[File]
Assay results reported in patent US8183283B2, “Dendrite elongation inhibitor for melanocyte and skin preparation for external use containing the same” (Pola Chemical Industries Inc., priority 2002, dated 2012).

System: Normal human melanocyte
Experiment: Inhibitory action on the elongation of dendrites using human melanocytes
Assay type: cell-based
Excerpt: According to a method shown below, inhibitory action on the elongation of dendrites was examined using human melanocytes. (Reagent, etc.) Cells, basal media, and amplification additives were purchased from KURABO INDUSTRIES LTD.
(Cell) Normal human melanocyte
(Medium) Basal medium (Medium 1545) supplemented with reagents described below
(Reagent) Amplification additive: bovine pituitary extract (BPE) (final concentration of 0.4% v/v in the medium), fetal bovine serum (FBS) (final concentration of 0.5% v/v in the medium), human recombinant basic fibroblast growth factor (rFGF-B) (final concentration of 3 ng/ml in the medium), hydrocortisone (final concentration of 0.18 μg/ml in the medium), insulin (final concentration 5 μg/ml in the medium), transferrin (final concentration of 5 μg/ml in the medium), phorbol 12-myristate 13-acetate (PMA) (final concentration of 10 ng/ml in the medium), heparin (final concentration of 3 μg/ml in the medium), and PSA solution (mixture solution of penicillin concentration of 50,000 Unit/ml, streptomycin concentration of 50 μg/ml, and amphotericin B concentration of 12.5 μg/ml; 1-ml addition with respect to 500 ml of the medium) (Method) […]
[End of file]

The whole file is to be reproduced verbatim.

Assay results reported in patent US8183283B2, “Dendrite elongation inhibitor for melanocyte and skin preparation for external use containing the same” (Pola Chemical Industries Inc., priority 2002, dated 2012).

System: Normal human melanocyte
Experiment: Inhibitory action on the elongation of dendrites using human melanocytes
Assay type: cell-based
Excerpt: According to a method shown below, inhibitory action on the elongation of dendrites was examined using human melanocytes. (Reagent, etc.) Cells, basal media, and amplification additives were purchased from KURABO INDUSTRIES LTD.
(Cell) Normal human melanocyte
(Medium) Basal medium (Medium 1545) supplemented with reagents described below
(Reagent) Amplification additive: bovine pituitary extract (BPE) (final concentration of 0.4% v/v in the medium), fetal bovine serum (FBS) (final concentration of 0.5% v/v in the medium), human recombinant basic fibroblast growth factor (rFGF-B) (final concentration of 3 ng/ml in the medium), hydrocortisone (final concentration of 0.18 μg/ml in the medium), insulin (final concentration 5 μg/ml in the medium), transferrin (final concentration of 5 μg/ml in the medium), phorbol 12-myristate 13-acetate (PMA) (final concentration of 10 ng/ml in the medium), heparin (final concentration of 3 μg/ml in the medium), and PSA solution (mixture solution of penicillin concentration of 50,000 Unit/ml, streptomycin concentration of 50 μg/ml, and amphotericin B concentration of 12.5 μg/ml; 1-ml addition with respect to 500 ml of the medium) (Method) […]